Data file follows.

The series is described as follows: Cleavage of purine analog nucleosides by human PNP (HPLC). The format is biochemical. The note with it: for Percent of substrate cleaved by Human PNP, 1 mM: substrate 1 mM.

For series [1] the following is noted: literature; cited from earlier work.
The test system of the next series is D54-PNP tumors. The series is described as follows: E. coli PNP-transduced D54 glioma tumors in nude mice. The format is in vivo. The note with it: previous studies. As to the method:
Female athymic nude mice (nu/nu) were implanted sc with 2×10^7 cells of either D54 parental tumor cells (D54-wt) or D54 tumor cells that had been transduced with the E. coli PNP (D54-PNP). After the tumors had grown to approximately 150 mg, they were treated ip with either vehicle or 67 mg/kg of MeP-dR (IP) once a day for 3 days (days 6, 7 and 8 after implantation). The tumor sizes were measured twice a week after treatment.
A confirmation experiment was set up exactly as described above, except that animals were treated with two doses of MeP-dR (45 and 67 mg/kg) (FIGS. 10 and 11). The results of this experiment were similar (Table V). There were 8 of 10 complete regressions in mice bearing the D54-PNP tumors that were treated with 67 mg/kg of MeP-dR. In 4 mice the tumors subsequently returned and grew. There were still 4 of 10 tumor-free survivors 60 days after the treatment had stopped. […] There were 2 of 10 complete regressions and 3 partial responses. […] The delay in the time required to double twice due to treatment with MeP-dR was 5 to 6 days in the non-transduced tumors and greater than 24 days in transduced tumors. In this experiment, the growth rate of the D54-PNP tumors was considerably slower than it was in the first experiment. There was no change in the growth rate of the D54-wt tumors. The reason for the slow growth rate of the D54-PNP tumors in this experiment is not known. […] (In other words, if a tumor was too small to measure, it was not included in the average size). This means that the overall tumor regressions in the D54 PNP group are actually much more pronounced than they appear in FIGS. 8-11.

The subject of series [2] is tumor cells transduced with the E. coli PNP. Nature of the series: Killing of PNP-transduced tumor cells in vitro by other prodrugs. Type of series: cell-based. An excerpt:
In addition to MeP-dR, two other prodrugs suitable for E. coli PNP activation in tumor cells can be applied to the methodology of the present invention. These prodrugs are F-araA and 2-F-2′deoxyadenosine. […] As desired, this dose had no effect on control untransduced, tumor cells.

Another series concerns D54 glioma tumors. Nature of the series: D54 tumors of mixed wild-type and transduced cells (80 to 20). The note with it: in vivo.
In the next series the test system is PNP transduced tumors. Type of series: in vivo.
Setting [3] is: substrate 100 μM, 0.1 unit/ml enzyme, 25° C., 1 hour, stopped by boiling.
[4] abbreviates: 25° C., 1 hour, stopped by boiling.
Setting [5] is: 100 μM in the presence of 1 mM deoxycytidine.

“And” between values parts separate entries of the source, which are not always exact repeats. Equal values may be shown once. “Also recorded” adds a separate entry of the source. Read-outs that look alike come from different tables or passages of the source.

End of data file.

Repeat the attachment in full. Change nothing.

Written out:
The series is described as follows: Cleavage of purine analog nucleosides by human PNP (HPLC). The format is biochemical. The note with it: for Percent of substrate cleaved by Human PNP, 1 mM: substrate 1 mM.

For series [1] the following is noted: literature; cited from earlier work.
The test system of the next series is D54-PNP tumors. The series is described as follows: E. coli PNP-transduced D54 glioma tumors in nude mice. The format is in vivo. The note with it: previous studies. As to the method:
Female athymic nude mice (nu/nu) were implanted sc with 2×10^7 cells of either D54 parental tumor cells (D54-wt) or D54 tumor cells that had been transduced with the E. coli PNP (D54-PNP). After the tumors had grown to approximately 150 mg, they were treated ip with either vehicle or 67 mg/kg of MeP-dR (IP) once a day for 3 days (days 6, 7 and 8 after implantation). The tumor sizes were measured twice a week after treatment.
A confirmation experiment was set up exactly as described above, except that animals were treated with two doses of MeP-dR (45 and 67 mg/kg) (FIGS. 10 and 11). The results of this experiment were similar (Table V). There were 8 of 10 complete regressions in mice bearing the D54-PNP tumors that were treated with 67 mg/kg of MeP-dR. In 4 mice the tumors subsequently returned and grew. There were still 4 of 10 tumor-free survivors 60 days after the treatment had stopped. […] There were 2 of 10 complete regressions and 3 partial responses. […] The delay in the time required to double twice due to treatment with MeP-dR was 5 to 6 days in the non-transduced tumors and greater than 24 days in transduced tumors. In this experiment, the growth rate of the D54-PNP tumors was considerably slower than it was in the first experiment. There was no change in the growth rate of the D54-wt tumors. The reason for the slow growth rate of the D54-PNP tumors in this experiment is not known. […] (In other words, if a tumor was too small to measure, it was not included in the average size). This means that the overall tumor regressions in the D54 PNP group are actually much more pronounced than they appear in FIGS. 8-11.

The subject of series [2] is tumor cells transduced with the E. coli PNP. Nature of the series: Killing of PNP-transduced tumor cells in vitro by other prodrugs. Type of series: cell-based. An excerpt:
In addition to MeP-dR, two other prodrugs suitable for E. coli PNP activation in tumor cells can be applied to the methodology of the present invention. These prodrugs are F-araA and 2-F-2′deoxyadenosine. […] As desired, this dose had no effect on control untransduced, tumor cells.

Another series concerns D54 glioma tumors. Nature of the series: D54 tumors of mixed wild-type and transduced cells (80 to 20). The note with it: in vivo.
In the next series the test system is PNP transduced tumors. Type of series: in vivo.
Setting [3] is: substrate 100 μM, 0.1 unit/ml enzyme, 25° C., 1 hour, stopped by boiling.
[4] abbreviates: 25° C., 1 hour, stopped by boiling.
Setting [5] is: 100 μM in the presence of 1 mM deoxycytidine.

“And” between values parts separate entries of the source, which are not always exact repeats. Equal values may be shown once. “Also recorded” adds a separate entry of the source. Read-outs that look alike come from different tables or passages of the source.